Women achieve the straightened-hair look, glamorised by US First Lady Michelle Obama, television talk show star Oprah Winfrey, pop diva Rihanna, and numerous other high-profile personalities, in a variety of ways including chemical relaxers and hair extensions. Many black women, including 29-year-old Lauren Williams, said that for them the decision to suppress or alter their natural hair it is purely a matter of aesthetics, convenience, and personal choice. Williams, a Washington-based political communications professional, said, “There are certain styles I just don’t feel would be accepted. Historically, if African-Americans wanted to progress both personally and politically there had to be some assimilation that occurred during the process. I have to fit into the ideals of what a hiring manager thinks would make for the best candidate”. However, whilst Williams compared the cost of maintaining her hair extensions to investing in a quality business suit, she also confessed to a “secret love affair” with natural hair, a topic she’s addressed on her political style blog, Posh Politics.

Commentators in fields ranging from sociology to entertainment point out that straightened hair may be lower-maintenance than grooming and training natural curls, a booming, multi-billion dollar black beauty product industry may also influence the choice black women make about their hair. In 2011 alone, African-Americans spent 7.6 billion USD (230 billion Roubles. 5.7 billion Euros. 4.8 billion UK Pounds) on personal care products and services including hair, spa, and other beauty treatments, according to a report from Target Market News, a Chicago based firm specialising in black consumer market trends in the USA. Professional hair stylists in New York and Washington contacted by RIA-Novosti said chemical relaxers and hair extensions can range in price from 100 to 10,000 USD (3,020 to 302,000 Roubles. 75 to 7,500 Euros. 64 to 6,400 UK Pounds) per appointment, depending on the client’s location and the services delivered. The 2009 documentary Good Hair starring comedian Chris Rock captured the centrality of “the hair question” to the lives of African-Americans in general, and to black American women in particular. Actor Paul Mooney joked in the film, “If your hair’s relaxed, white people are relaxed. If your hair is nappy… they’re not happy!”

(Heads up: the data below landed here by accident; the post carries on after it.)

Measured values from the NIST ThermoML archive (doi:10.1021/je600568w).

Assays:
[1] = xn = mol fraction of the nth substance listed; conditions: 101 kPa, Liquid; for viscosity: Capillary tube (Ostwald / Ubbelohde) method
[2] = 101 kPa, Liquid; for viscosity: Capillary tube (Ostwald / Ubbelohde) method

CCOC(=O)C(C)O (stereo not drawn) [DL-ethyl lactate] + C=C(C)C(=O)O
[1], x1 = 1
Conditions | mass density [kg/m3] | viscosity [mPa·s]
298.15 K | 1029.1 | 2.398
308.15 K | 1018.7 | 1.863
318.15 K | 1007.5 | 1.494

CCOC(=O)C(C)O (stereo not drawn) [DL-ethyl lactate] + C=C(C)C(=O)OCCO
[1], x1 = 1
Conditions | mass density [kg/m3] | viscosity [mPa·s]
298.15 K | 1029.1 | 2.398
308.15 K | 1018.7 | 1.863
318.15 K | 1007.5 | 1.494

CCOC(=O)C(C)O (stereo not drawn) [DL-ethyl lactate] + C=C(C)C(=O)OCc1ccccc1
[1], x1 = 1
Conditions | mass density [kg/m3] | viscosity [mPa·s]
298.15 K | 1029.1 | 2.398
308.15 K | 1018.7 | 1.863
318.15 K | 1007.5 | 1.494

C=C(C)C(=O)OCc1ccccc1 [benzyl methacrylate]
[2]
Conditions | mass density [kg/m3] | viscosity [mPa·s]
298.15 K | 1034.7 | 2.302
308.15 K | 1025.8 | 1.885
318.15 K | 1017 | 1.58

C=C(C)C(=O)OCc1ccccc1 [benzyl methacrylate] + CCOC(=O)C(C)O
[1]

Historians, hair-stylists, and student activists all said that American black women face unique challenges on a variety of levels in making their natural hair “acceptable” enough to level the playing field with any other colleague in the workplace. Nevertheless, they also said that there’s progress on the issue. Christopher Chambers, professor with the Georgetown University Culture, Communications, and Technology programme, said, “I think the barriers are slowly coming down”. He went on to say that we’ll need more high-profile black women wearing their hair naturally… and serving as role models for younger generations… for the walls to disappear entirely. Patrick McKay, chairman of the Human Resource Management degree programme at Rutgers University in New Jersey, concurred. He said that differences in tolerance levels were starting to become more apparent in various industries and sectors of the US economy, observing, “What I’m finding is that it depends on the diversity climate of the company”.

Over the past decade, the so-called natural hair movement has gained momentum, with the help of social media and blogs serving as a resource for women curious about leaving the chemicals behind. For Georgetown sophomore Ozemebhoya, the issue is less about whether her peers approve or disapprove of her new look than it is about basic freedom and acceptance of her natural appearance, saying of her decision to cut her chemically-straightened hair, “It was liberating”. She called it the “Big Chop”… for the first time since she was five-years-old, she felt the texture of her natural hair.

8 February 2013

Sasha Horne

RIA-Novosti

http://en.rian.ru/analysis/20130208/179290482/Hair-Politics-American-Black-Women-Face-Unique-Dilemma.html